Archive for binaural beat

Binaural Beats Explained – How They Are Created And How We Perceive Them

We are all aware that an unborn child is capable of hearing. Our sense of hearing begins long before our sense of vision. As such, sound becomes a powerful form of stimulation for achieving desired brainwave states. Sound stimulation can come in many different forms. Some of the most common include: surf or pulsed white noise, pulsed tone, white noise and tone combined, pulsed chord, binaural beats, dual binaural beats and white noise with either binaural beats or dual binaural beats.

Nearly all light and sound instruments are capable of generating white noise. You know that fuzzy sound your television makes when you are between channels? Or the sound rushing water makes as it flows by you? That’s what pulsed white noise sounds like. Pulsed tone is just like white noise except a pitch is utilized. Your light and sound instrument should have the ability to let you adjust the pitch.

Combining pulsed tone to pulsed white noise is often used in “entertainment” sessions for creating special sound effects. A pulsed chord is basically the combination of two pulsed tones that are set apart at musical intervals.

A binaural beat is the combination of two audio frequencies or tones. One tone is directed to the left ear while the other tone is directed to the right ear. Say the left ear is receiving a tone of 180Hz and the right ear is receiving a tone of 190Hz. What the brain actually “hears” is 10Hz, which is the difference between the two and is known as the offset frequency. Dual binaural beats are created simply by combining two totally independent binaural beats. The resulting four channels of audio beats work together to generate several offset frequencies. The resulting frequency variations are very dynamic and complex, and have become the ideal method for maximizing brainwave entrainment. In fact, dual binaural beats are so effective that listeners can utilize stereo speakers rather than headphones and still receive the full effect. White noise is sometimes combined with either binaural beats or dual binaural beats. This method is limited, however, to session designs targeting relaxation and meditative states.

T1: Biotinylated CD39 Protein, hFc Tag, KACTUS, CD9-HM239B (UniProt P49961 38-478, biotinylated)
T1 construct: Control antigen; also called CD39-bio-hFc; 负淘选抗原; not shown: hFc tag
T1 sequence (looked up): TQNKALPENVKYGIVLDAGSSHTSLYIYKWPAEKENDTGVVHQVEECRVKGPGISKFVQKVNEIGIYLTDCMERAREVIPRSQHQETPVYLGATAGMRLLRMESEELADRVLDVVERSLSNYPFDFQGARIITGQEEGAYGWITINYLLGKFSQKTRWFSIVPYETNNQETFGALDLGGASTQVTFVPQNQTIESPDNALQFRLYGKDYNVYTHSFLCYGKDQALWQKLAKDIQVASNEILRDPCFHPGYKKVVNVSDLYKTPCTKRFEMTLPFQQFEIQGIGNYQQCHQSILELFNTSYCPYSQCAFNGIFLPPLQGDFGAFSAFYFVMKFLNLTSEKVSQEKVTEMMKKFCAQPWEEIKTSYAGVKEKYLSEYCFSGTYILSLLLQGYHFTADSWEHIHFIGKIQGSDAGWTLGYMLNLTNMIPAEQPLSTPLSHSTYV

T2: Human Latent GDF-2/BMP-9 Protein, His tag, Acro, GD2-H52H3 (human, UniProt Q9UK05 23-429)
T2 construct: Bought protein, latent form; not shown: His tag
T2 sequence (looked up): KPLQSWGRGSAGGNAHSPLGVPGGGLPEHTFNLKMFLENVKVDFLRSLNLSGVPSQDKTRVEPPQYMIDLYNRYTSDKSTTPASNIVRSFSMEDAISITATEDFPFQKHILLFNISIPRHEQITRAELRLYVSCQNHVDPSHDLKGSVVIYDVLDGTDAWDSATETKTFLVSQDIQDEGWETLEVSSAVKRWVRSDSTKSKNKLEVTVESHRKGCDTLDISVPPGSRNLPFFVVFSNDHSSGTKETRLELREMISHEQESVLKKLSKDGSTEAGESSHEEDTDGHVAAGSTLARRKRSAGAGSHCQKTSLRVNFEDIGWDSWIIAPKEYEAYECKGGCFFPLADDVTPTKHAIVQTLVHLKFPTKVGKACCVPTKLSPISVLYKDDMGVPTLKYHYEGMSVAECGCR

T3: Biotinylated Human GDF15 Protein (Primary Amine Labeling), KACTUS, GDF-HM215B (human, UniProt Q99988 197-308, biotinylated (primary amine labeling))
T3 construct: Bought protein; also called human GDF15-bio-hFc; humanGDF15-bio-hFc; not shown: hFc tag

Phase settings for pulsed tone and white noise are connected to the light settings. By combining sound with light, you can utilize eight different phase settings: in phase, out phase, cross phase, sound out phase with lights in phase, sound in phase with
lights out phase, clockwise motion, counterclockwise motion and front/back phase. All phase settings are rather self-explanatory and are described in more detail in the owners manual of your light and sound instrument. Phase settings with dual binaural beats
involves a little math and some experimenting. For information on creating sessions utilizing binaural and dual binaural beats, see “Mind States / An Introduction to Light & Sound Technology” by Michael Landgraf of Mindmachines.com.

Left Channel On / Right Channel On

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Standard In-Phase

Left Channel On / Right Channel Off

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Standard Out-Phase

Left Light On / Right Light Off Left Light Off / Right Light On

Left Sound Off / Right Sound On Left Sound On / Right Sound Off

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Cross Phase Light and Sound Stimulation

Both Light Channels On Both Light Channels On

Left Sound On / Right Sound Off Left Sound Off / Right Sound On

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Sound Alternating with In-Phase Light Stimulation

Left Light On / Right Light Off Left Light Off / Right Light On

Both Sound Channels On Both Sound Channels On

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Sound In-Phase with Alternating Light Stimulation

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Clockwise Light & Sound Stimulation 1=On O=Off

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Counterclockwise Light & Sound Stimulation 1=On O=Off

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Front / Back Light & Sound Stimulation

 

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